14.5, Forced harmonic Motion and Resonance

14.6, Phase Space

14.7, Chaos

Chapter 15, Waves

15.1, Wave Motion

15.2, Coupled Oscillators

15.3, Mathematical Description of Waves

15.4, Derivation of the Wave Equation

15.5, Waves in Two- and Three-Dimensional Spaces

15.6, Energy, Power, and Intensity of Waves

15.7, Superposition Principle and Interference

15.8, Standing Waves and Resonance

15.9, Research on Waves

Chapter 16, Sound

16.1, Longitudinal Pressure Waves

16.2, Sound Intensity

16.3, Sound Interference

16.4, Doppler Effect

16.5, Resonance and Music

Part 4: Thermal Physics

Chapter 17, Temperature

17.1, Definition of Temperature

17.2, Temperature Ranges

17.3, Measuring Temperature

17.4, Thermal Expansion

17.5, Surface Temperature of the Earth

17.6, Temperature of the Universe

Chapter 18, Heat and the First Law of Thermodynamics

18.1, Definition of Heat

18.2, Mechanical Equivalent of Heat

18.3, Heat and Work

18.4, First Law of Thermodynamics

18.5, First Law for Special Processes

18.6, Specific Heats of Solids and Fluids

18.7, Latent Heat and Phase Transitions

18.8, Modes of Thermal Energy Transfer

Chapter 19, Ideal Gases

19.1, Emperical Gas laws

19.2, Ideal Gas Law

19.3, Equipartition Theorem

19.4, Specific Heat of an Ideal Gas

19.5, Adibatic Processes for an Ideal Gas

19.6, Kinetic Theory of Gasses

19.7, Real Gasses

Chapter 20, The Second Law of Thermodynamics

20.1, Reversible and Irreversible Processes

20.2, Engines and Refrigerators

20.3, Ideal Engines

20.4, Real Engines and Efficiency

20.5, The Second Law of Thermodynamics

20.6, Entropy

20.7, Microscopic Interpretation of Entropy

Part 5: Electricity

Chapter 21, Electrostatics

21.1, Electromagnetism

21.2, Electric Charge

21.3, Insulators, Conductors, Semiconductors, and Superconductors

21.4, Electrostatic Charging

21.5, Electrostatic Force - Coulomb's Law

21.6, Coulomb's Law and Newton's Law of Gravitation

Chapter 22, Electric Fields and Gauss’s Law

22.1, Definition of an Electric Field

22.2, Field Lines

22.3, Electric Field due to Point Charges

22.4, Electric Field due to a Dipole

22.5, General Charge Distributions

22.6, Force due to an Electric Field

22.7, Electric Flux

22.8, Gauss's Law

22.9, Special Symmetries

Chapter 23, Electric Potential

23.1, Electric Potential Energy

23.2, Definition of Electric Potential

23.3, Equipotential Surfaces and Lines

23.4, Electric Potential of Various Charge Distributions

23.5, Finding the Electric Field from the Electric Potential

23.6, Electric Potential Energy of a System of Point Charges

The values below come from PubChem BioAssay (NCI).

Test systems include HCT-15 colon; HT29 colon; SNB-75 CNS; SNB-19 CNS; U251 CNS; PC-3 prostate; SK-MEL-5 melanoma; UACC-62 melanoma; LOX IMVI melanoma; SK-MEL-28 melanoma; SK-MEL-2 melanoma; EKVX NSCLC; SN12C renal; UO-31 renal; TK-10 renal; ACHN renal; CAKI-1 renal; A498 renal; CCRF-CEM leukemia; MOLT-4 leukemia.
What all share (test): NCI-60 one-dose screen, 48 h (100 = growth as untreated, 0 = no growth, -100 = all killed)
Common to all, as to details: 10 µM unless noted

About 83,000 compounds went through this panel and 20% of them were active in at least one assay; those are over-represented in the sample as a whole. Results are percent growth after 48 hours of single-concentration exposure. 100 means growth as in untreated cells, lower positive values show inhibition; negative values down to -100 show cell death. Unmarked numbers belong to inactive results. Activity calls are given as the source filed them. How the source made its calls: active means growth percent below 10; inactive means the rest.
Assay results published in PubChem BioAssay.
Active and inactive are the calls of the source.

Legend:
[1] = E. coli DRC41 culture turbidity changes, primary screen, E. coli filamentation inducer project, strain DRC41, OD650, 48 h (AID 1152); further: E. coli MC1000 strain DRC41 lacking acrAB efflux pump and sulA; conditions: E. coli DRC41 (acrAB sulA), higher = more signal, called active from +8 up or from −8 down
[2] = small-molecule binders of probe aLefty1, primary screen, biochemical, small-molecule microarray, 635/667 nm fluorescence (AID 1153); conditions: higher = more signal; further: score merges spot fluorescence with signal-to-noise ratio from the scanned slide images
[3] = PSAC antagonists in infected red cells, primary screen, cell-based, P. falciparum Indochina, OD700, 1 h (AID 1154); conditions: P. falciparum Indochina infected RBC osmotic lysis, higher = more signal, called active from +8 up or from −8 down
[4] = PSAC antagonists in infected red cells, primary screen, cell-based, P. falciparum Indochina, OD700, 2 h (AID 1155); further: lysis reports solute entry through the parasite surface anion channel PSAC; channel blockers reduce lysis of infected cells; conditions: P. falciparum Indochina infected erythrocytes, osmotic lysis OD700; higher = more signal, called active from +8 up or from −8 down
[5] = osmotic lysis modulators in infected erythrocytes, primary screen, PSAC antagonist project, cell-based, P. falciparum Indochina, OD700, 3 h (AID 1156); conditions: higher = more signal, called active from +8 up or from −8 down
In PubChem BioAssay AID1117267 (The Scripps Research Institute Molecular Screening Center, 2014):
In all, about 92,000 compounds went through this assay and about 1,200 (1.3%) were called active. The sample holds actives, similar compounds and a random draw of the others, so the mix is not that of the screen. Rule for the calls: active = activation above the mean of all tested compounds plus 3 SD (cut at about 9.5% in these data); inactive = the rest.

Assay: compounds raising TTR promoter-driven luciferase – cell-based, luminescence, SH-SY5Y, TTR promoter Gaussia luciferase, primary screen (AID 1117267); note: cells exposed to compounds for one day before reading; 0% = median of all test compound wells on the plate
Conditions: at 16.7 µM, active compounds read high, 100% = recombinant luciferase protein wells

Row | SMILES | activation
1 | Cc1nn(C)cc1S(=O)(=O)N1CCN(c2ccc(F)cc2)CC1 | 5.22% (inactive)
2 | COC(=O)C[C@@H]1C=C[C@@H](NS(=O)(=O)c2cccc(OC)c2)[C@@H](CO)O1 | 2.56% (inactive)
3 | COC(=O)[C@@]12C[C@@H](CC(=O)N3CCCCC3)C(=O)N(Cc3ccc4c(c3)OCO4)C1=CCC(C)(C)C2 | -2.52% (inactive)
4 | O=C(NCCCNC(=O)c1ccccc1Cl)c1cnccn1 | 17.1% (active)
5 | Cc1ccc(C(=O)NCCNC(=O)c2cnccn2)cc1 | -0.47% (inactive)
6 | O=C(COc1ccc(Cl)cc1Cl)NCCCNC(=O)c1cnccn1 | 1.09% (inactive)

Chapter 24, Capacitors

24.1, Capacitance

24.2, Circuits

24.3, Parallel Plate Capacitor and Other Types of Capacitors

24.4, Capacitors in Circuits

24.5, Energy Stored in Capacitors

24.6, Capacitors with Dielectrics

24.7, Microscopic Perspective on Dielectrics

Chapter 25, Current and Resistance

25.1, Electric Current

25.2, Current Density

25.3, Resistivity and Resistance

25.4, Electromotive Force and Ohm's Law

25.5, Resistors in Series

25.6, Resistors in Parallel

25.7, Energy and Power in Electric Circuits

25.8, Diodes: One-Way Streets in Circuits

Chapter 26, Direct Current Circuits

26.1, Kirchoff's Rules

26.2, Single-Loop Circuits

26.3, Multiloop Circuits

26.4, Ammeters and Voltmeters

26.5, RC Circuits

Part 6: Magnetism

Chapter 27, Magnetism

27.1, Permanent Magnets

27.2, Magnetic Force

27.3, Motion of Char

Chapter 28, Magnetic Fields of Moving Charges

28.1, Biot-Savart Law

28.2, magnetic Fields due to Current Distributions

28.3, Ampere's Law

28.4, Magnetic Fields of Solenoids and Toroids

28.5, Atoms as Magnets

28.6, Magnetic Properties of matter

28.7, Magnetism and Superconductivity

Chapter 29, Electromagnetic Induction

29.1, Faraday's Experiments

29.2, Faraday's Law of induction

29.3, Lenz's Law

29.4, Generators and Motors

29.5, Induced Electric Field

29.6, Inductance of a Solenoid

29.7, Self-Induction and Mutual Induction

29.8, RL Circuits

29.9, Energy and Energy Density of a Magnetic Field

29.10, Applications of Information Technology

Chapter 30, Alternating Current Circuits

30.1, LC Circuits

30.2, Analysis of LC Oscillations

30.3, Damped Oscillations in an RLC Circuit

30.4, Driven AC Circuits

30.5, Series RLC Circuits

30.6, Energy and Power in AC Circuits

30.7, Transformers

30.8, Rectifiers

Chapter 31, Electromagnetic Waves

31.1, Maxwell's Law of Induction for Induced Magnetic Fields

31.2, Wave Solutions to Maxwell's Equations

31.3, The Electromagnetic Spectrum

31.4, Poynting Vector and Energy Transport

31.5, Radiation Pressure

31.6, Polarization

31.7, Derivation of the Wave Equation

Part7: Optics

Chapter 32, Geometric Optics

32.1, Light Rays and Shadows

32.2, Reflection and Plane Mirrors

32.3, Curved Mirrors

32.4, Refraction and Snell's Law

Chapter 33, Lenses and Optical Instruments

33.1, Lenses

33.2, Magnifier

33.3, Systems of Two or More Optical Elements

33.4, Human Eye

33.5, Camera

33.6, Microscope

33.7, Telescope

33.8, Laser Tweezers

Chapter 34, Wave Optics

34.1, Light Waves

34.2, Interference

34.3, Diffraction

34.4, Gratings

Part 8: Relativity

Chapter 35, Relativity

35.1, Space, Time, and the Speed of Light

35.2, Time Dilation and Length Contraction

35.3, Lorentz Transformation

35.4, Relativistic Momentum and Energy

35.5, General Relativity

35.6, Relativity in our Daily Lives: GPS